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I have a 240V relay that uses a 120VAC coil. When I switch power to the coil, the relay makes a faint humming sound. It isn't very loud, and sounds like a transformer almost. A normal speaking voice or small fan in the room is enough to drown it out, to give you an idea of the volume.

To be clear, this isn't a situation where the coil isn't getting enough power and contacts open and close rapidly (described as "buzz" in other questions). I have verified that the voltage is correct, and I have observed that the armature is still (not vibrating) when the coil is getting power.

So I am wondering if I have a bad relay, or if this is normal for AC relays, which I haven't used before. I am used to 12VDC relays for the record.

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    \$\begingroup\$ Most certainly the coil is run with just a rectifier thus "feeling" the ripple. \$\endgroup\$
    – PlasmaHH
    Sep 7, 2018 at 14:20
  • \$\begingroup\$ @PlasmaHH I don't understand. I am a software dood, a total noob when it comes to electricity. \$\endgroup\$
    – A.R.
    Sep 7, 2018 at 14:26
  • \$\begingroup\$ This is the shading pole effect of an AC Relay which draw 2x power of DC relay or more. (Normal) But contacts must snap for long life from short arc duration. So get the right Relay \$\endgroup\$ Sep 7, 2018 at 15:04
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    \$\begingroup\$ @TonyEErocketscientist You said that in your answer too, but what do you mean "get the right relay"? Also, what does this have to do with a rectifier? \$\endgroup\$
    – A.R.
    Sep 7, 2018 at 18:26

3 Answers 3

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enter image description here

Figure 1. Source: Machine Design.

The relay coil, when energised, pulls in the armature to actuate the contacts. Since the coil is powered by alternating current the magnetic field collapses to zero at each mains crossing and the armature tends to start to release. Its inertia is high enough that the contacts remain actuated long enough to maintain contact through each zero-cross of the mains.

The buzz is normal. It is caused by the vibration of the armature on the yoke on each half cycle.

Just a note on relay terminology: "I have a 240V relay that uses a 120VAC coil" is a little confusing. "I have a relay with 240 V contacts and a 120 V AC coil" would be clearer.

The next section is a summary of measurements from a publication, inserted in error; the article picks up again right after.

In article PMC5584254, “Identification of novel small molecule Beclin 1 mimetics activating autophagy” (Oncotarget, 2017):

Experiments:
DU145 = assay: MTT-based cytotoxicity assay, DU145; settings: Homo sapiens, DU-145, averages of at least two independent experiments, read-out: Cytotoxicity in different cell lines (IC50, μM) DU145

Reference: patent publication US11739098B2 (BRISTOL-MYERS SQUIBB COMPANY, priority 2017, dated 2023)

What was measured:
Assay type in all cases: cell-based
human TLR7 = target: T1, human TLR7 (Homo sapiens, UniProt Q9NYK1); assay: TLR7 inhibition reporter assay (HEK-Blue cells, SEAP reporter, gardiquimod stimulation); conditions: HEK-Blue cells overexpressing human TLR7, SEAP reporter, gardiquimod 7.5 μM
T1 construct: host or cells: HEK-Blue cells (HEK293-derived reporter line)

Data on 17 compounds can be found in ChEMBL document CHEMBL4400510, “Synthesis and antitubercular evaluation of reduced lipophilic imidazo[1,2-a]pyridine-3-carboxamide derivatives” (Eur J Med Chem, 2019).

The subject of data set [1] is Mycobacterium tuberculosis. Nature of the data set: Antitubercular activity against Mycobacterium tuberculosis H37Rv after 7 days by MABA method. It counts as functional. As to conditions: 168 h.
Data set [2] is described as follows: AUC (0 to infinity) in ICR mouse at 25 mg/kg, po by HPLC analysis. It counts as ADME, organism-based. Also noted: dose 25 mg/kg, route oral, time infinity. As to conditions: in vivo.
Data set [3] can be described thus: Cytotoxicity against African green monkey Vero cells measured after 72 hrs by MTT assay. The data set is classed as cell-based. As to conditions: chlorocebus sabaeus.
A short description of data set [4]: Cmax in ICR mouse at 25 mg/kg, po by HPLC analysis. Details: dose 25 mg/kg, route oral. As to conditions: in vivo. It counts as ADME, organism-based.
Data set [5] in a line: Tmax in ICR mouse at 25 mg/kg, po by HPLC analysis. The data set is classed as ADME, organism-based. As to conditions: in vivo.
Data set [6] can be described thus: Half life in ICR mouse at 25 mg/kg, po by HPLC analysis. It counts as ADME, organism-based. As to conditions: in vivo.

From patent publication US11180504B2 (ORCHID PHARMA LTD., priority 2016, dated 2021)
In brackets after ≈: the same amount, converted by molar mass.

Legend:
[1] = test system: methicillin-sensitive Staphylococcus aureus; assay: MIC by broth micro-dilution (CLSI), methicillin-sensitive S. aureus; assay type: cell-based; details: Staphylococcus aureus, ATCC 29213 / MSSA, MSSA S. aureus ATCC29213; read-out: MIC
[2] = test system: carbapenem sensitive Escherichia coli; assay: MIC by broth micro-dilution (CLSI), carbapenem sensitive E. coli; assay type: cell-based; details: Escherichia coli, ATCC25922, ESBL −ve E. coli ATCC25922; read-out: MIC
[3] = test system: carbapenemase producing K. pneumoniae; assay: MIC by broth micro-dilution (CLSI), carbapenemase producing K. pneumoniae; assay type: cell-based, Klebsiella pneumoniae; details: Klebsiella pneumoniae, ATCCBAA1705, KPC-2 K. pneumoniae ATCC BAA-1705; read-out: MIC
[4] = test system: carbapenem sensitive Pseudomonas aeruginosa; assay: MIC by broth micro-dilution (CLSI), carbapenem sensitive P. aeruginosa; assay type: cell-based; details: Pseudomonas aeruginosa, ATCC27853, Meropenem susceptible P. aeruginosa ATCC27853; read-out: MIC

Update:

Spehro and Tony's answers both address the use of 'shading' poles on the armature to help maintain force during zero-cross. This in turn will reduce the vibration.

enter image description here

Figure 2. The yoke of an AC 'contactor' (high-powered relay generally used for AC motor circuits, etc.) showing two shaded poles. Image source.

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  • \$\begingroup\$ nice photo's @T \$\endgroup\$ Sep 8, 2018 at 8:30
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AC-coil relays use a shading ring that helps smooth out the force from the varying field. Photo from this website.

enter image description here

The shading ring acts as a shorted turn that causes an out of phase current so the total field does not drop to zero. It still varies though.

It's normal for AC-coil relays to hum acoustically at a multiple of mains frequency. They can excite resonances in mechanical bits causing the noise to become objectionable. Large industrial contactors can make quite a racket.

DC-coil relays do not generally hum noticeably even when carrying AC (though if the contact currents are very large there can be some effect from the magnetic fields.

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This is the shading pole effect or moving iron type enter image description hereof an AC Relay which draw 2x power of DC relay or more. (Normal) But contacts must snap for long life from short arc duration.

If " I have verified that the voltage is correct," then disregard/// get the right Relay.

Everything sounds normal.

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    \$\begingroup\$ what do you mean, "get the right relay"? How is it wrong? \$\endgroup\$
    – A.R.
    Sep 7, 2018 at 15:45
  • \$\begingroup\$ Relays are like cars. Sure, they all do the same basic thing, but do you want to drive a tiny two-seater, or a big 4x4 off-roader? Any relay will work as a relay. For how long depends on picking the right one. \$\endgroup\$
    – rdtsc
    Sep 8, 2018 at 2:31

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